In contrast to the previous seven days, investors had almost no poor UK economic data to ignore. Almost. Rightmove's house price index fell 1.3% in November to a level 0.3% higher on the year. Sellers were "deterred by lacklustre price growth and political uncertainty". The CBI's Industrial Trends Survey found manufacturers' order books rebounding in October from a nine-year low but remaining below the long-run average. Public sector borrowing in October hit a five-year high for that month and is set to rise further when the new government - of whichever hue - gets cracking with its election spending pledges.
Despite the data, sterling continued to find support as a result of opinion polls pointing to a comfortable Conservative majority. Tuesday's televised debate between Jeremy Corbyn and the Prime Minister degenerated into a battle of soundbites in which neither man came out decisively ahead. Sterling had a positive week, adding an average of 0.3% and losing out only to the Swedish krona.
Having dodged the threat of a German recession last Friday - third quarter growth of 0.1% was confirmed this Friday morning - the euro had a mostly uneventful week. It was just about unchanged against sterling and added half a US cent. On average it was 0.2% higher against the other major currencies. Pan-Euroland economic data put headline inflation at 0.7% with the core measure, excluding energy, food, alcohol and tobacco, a touch higher on the month at 1.1%. Construction output increased by 0.7% in September and was down by 0.7% from the same month last year. Consumer confidence improved fractionally to -7.2, well above its long-term average of -10.6.
The European Central Bank's Financial Stability Review warned that financial risks are building, and that the bank's low interest rate policy "may encourage excessive risk-taking by some non-bank financial institutions and highly leveraged non-financial corporations". The account (not the minutes) of last month's ECB meeting confirmed that there was considerable dissent within the Governing Council about the relaxed monetary policy.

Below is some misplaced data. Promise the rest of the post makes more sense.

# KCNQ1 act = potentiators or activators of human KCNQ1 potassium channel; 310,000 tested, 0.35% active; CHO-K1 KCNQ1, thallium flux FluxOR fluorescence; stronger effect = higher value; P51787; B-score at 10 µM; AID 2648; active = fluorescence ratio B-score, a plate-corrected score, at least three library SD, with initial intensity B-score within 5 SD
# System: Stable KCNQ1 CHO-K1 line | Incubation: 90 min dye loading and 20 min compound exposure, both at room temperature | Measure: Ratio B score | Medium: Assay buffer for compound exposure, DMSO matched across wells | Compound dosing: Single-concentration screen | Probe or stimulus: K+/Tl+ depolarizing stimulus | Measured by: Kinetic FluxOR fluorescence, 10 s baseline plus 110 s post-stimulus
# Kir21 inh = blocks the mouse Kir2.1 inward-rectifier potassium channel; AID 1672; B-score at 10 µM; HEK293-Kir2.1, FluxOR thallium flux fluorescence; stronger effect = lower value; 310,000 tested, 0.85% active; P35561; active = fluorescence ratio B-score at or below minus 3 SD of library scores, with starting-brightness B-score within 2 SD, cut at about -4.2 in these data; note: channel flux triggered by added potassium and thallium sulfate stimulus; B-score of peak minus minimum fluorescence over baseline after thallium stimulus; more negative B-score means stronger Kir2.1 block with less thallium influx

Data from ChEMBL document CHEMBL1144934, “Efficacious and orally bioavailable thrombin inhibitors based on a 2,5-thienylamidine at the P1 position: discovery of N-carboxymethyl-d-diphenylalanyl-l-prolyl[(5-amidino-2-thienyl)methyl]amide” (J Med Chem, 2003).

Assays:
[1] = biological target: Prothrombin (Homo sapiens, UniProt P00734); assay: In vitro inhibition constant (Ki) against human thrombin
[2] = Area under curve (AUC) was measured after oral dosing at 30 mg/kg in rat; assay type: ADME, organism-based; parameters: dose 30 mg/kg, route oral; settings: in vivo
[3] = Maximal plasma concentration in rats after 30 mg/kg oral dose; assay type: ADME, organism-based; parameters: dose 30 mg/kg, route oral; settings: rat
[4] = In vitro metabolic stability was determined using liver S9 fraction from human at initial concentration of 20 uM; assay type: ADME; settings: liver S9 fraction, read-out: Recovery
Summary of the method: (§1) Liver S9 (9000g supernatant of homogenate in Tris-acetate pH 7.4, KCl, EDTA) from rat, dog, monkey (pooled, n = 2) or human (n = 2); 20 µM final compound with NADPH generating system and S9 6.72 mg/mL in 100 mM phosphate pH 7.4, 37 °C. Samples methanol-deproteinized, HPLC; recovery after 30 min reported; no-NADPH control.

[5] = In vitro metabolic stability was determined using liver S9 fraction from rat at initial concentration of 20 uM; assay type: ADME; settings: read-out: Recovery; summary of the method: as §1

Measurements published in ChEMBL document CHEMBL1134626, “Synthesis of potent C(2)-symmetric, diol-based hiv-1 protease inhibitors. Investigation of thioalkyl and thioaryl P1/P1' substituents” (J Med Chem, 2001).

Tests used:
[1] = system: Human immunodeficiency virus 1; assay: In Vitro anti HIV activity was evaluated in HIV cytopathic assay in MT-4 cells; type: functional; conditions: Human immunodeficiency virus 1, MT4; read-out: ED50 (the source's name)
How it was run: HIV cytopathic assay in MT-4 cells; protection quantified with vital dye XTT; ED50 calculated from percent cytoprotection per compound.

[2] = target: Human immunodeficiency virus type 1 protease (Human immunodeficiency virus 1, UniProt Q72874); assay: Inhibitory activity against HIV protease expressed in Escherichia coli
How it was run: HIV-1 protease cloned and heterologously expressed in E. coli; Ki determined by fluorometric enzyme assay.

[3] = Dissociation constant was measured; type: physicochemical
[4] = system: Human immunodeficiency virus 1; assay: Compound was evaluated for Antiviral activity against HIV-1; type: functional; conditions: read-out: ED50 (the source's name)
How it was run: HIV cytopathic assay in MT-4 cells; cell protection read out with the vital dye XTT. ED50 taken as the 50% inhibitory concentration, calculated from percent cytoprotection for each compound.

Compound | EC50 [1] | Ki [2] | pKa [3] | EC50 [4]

Stop/go trade negotiations between Beijing and Washington continue to tell an incoherent story. One day a "phase one" agreement is imminent, the next the talk is of problems and objections from the other side. Both protagonists do their utmost to cultivate the impression that there is no hurry and they are not under pressure. The process has been going on for so long now that investors no longer react automatically to every twist and turn. This week the picture was as ambiguous as usual. Some in New York were optimistic about an agreement next month while others talked of pessimism in Beijing. For the dollar it was a zero-sum game, in that it was on average unchanged against the other major currencies. The dollar lost half a cent to sterling.
US economic data, though fairly plentiful, had little impact on the currency. Retail sales increased overall by 0.3% in October. Industrial output fell 0.8% in the same month, twice the expected decline. Analysts went through the minutes of the Federal Open Market Committee with a fine-toothed comb, comparing the wording with previous versions. In this case, the semantics seemed to indicate little chance of a cut at next month's meeting.